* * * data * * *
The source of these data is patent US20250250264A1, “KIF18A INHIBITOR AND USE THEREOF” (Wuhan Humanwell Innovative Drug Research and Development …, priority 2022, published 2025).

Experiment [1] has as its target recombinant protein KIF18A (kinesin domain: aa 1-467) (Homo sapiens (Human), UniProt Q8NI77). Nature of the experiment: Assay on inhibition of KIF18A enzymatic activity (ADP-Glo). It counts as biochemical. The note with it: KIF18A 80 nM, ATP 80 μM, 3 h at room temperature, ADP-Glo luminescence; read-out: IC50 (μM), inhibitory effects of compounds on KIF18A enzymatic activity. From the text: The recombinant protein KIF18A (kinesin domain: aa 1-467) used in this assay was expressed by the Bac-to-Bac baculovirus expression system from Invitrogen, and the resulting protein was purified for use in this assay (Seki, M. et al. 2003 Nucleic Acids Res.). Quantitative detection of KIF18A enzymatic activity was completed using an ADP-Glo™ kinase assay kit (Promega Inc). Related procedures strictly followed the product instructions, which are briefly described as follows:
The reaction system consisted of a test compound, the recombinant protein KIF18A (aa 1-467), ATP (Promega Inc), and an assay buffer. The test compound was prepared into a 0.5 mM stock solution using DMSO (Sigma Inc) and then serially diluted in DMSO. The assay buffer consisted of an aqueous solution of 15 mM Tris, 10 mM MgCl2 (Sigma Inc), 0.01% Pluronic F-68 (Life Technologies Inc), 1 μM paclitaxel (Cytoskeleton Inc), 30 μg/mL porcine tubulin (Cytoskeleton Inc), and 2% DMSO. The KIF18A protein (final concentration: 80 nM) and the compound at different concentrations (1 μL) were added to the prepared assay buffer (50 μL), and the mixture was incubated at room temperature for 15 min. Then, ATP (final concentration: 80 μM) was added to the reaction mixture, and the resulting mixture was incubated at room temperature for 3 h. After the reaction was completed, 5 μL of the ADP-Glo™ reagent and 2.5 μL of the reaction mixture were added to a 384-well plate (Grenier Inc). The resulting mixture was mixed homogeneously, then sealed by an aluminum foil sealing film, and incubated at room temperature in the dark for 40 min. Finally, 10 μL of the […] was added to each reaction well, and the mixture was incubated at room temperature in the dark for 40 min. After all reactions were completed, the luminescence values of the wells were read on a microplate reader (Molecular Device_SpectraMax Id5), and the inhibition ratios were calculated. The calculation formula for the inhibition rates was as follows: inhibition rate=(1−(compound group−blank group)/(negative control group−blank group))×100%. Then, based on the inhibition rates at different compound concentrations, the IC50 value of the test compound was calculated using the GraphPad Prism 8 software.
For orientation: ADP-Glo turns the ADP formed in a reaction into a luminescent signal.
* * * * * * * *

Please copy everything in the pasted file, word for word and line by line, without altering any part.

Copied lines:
The source of these data is patent US20250250264A1, “KIF18A INHIBITOR AND USE THEREOF” (Wuhan Humanwell Innovative Drug Research and Development …, priority 2022, published 2025).

Experiment [1] has as its target recombinant protein KIF18A (kinesin domain: aa 1-467) (Homo sapiens (Human), UniProt Q8NI77). Nature of the experiment: Assay on inhibition of KIF18A enzymatic activity (ADP-Glo). It counts as biochemical. The note with it: KIF18A 80 nM, ATP 80 μM, 3 h at room temperature, ADP-Glo luminescence; read-out: IC50 (μM), inhibitory effects of compounds on KIF18A enzymatic activity. From the text: The recombinant protein KIF18A (kinesin domain: aa 1-467) used in this assay was expressed by the Bac-to-Bac baculovirus expression system from Invitrogen, and the resulting protein was purified for use in this assay (Seki, M. et al. 2003 Nucleic Acids Res.). Quantitative detection of KIF18A enzymatic activity was completed using an ADP-Glo™ kinase assay kit (Promega Inc). Related procedures strictly followed the product instructions, which are briefly described as follows:
The reaction system consisted of a test compound, the recombinant protein KIF18A (aa 1-467), ATP (Promega Inc), and an assay buffer. The test compound was prepared into a 0.5 mM stock solution using DMSO (Sigma Inc) and then serially diluted in DMSO. The assay buffer consisted of an aqueous solution of 15 mM Tris, 10 mM MgCl2 (Sigma Inc), 0.01% Pluronic F-68 (Life Technologies Inc), 1 μM paclitaxel (Cytoskeleton Inc), 30 μg/mL porcine tubulin (Cytoskeleton Inc), and 2% DMSO. The KIF18A protein (final concentration: 80 nM) and the compound at different concentrations (1 μL) were added to the prepared assay buffer (50 μL), and the mixture was incubated at room temperature for 15 min. Then, ATP (final concentration: 80 μM) was added to the reaction mixture, and the resulting mixture was incubated at room temperature for 3 h. After the reaction was completed, 5 μL of the ADP-Glo™ reagent and 2.5 μL of the reaction mixture were added to a 384-well plate (Grenier Inc). The resulting mixture was mixed homogeneously, then sealed by an aluminum foil sealing film, and incubated at room temperature in the dark for 40 min. Finally, 10 μL of the […] was added to each reaction well, and the mixture was incubated at room temperature in the dark for 40 min. After all reactions were completed, the luminescence values of the wells were read on a microplate reader (Molecular Device_SpectraMax Id5), and the inhibition ratios were calculated. The calculation formula for the inhibition rates was as follows: inhibition rate=(1−(compound group−blank group)/(negative control group−blank group))×100%. Then, based on the inhibition rates at different compound concentrations, the IC50 value of the test compound was calculated using the GraphPad Prism 8 software.
For orientation: ADP-Glo turns the ADP formed in a reaction into a luminescent signal.